Aims/hypothesis: Two US randomised trials found a lower incidence of type 2 diabetes in women treated by menopausal hormone therapy (MHT) with oral conjugated equine oestrogen combined with medroxyprogesterone acetate. The purpose of this study was to evaluate the influence of various MHTs, according to their formulation and route of administration, on new-onset diabetes in a cohort of postmenopausal French women.
Methods: The association between MHT use and new-onset diabetes was investigated by Cox regression analysis in 63,624 postmenopausal women in the prospective French cohort of the Etude Epidemiologique de Femmes de la Mutuelle Générale de l'Education Nationale (E3N). Cases of diabetes were identified through self-reporting or drug-reimbursement record linkage, and further validated.
Results: 1,220 new-onset diabetes cases were validated. We observed a lower risk of new-onset diabetes among women who had ever used MHT (HR 0.82 [95% CI 0.72-0.93]), compared with those who had never used MHT. Adjustment for BMI during follow-up (rather than according to baseline BMI) did not substantially modify this association. An oral route of oestrogen administration was associated with a greater decrease in diabetes risk than a cutaneous route (HR 0.68 [95% CI 0.55-0.85] vs 0.87 [95% CI 0.75-1.00], p for homogeneity = 0.028). We were not able to show significant differences between the progestagens used in combined MHT.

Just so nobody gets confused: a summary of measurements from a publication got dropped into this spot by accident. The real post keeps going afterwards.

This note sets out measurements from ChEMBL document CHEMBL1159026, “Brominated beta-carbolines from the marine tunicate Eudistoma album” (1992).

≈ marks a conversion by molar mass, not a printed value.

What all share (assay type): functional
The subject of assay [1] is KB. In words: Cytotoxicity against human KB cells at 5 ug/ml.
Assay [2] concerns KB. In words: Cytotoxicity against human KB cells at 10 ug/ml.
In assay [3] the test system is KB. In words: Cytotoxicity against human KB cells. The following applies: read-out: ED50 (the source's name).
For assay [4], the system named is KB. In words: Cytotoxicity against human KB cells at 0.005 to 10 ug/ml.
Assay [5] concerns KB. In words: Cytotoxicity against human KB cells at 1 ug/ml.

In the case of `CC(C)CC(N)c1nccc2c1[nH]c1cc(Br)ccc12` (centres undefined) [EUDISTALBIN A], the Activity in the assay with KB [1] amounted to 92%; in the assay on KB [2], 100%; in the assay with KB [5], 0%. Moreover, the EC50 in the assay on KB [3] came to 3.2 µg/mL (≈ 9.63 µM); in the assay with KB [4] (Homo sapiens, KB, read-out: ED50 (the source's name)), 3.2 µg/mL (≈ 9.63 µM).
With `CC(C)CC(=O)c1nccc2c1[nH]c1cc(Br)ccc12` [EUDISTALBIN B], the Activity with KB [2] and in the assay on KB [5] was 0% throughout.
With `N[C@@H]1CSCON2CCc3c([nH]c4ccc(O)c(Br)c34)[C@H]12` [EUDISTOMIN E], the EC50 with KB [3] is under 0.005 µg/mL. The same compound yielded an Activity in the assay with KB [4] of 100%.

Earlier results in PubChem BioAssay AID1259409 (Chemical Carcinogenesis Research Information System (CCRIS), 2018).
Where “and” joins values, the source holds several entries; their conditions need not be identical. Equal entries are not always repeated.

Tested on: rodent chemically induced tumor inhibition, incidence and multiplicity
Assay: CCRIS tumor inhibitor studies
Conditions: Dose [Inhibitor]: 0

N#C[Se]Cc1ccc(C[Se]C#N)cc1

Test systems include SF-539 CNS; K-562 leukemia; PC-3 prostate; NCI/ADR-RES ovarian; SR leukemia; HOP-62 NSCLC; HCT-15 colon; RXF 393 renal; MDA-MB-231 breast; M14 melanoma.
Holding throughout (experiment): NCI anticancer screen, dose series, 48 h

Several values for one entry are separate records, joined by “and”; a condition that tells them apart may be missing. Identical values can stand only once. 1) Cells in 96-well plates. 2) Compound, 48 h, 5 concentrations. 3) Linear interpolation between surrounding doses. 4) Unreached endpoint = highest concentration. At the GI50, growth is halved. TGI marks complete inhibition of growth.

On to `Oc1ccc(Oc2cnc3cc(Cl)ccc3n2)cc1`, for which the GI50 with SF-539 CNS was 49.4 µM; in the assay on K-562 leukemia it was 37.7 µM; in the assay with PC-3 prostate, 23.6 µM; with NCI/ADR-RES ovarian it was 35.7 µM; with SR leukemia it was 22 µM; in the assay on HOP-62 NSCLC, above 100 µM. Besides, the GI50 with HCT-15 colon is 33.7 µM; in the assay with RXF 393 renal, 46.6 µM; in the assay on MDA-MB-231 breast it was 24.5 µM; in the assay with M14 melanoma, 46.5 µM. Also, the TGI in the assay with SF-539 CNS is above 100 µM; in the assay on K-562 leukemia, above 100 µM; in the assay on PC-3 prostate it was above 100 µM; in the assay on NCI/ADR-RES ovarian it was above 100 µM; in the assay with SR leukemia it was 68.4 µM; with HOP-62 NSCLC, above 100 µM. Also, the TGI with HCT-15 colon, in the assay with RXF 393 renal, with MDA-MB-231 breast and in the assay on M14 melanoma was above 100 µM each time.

Conclusions/interpretation: Use of MHT appeared to be associated with a lower risk of new-onset diabetes. This relationship was not mediated by changes in BMI. Further studies are needed to confirm the stronger effect of oral administration of oestrogen compared with cutaneous administration.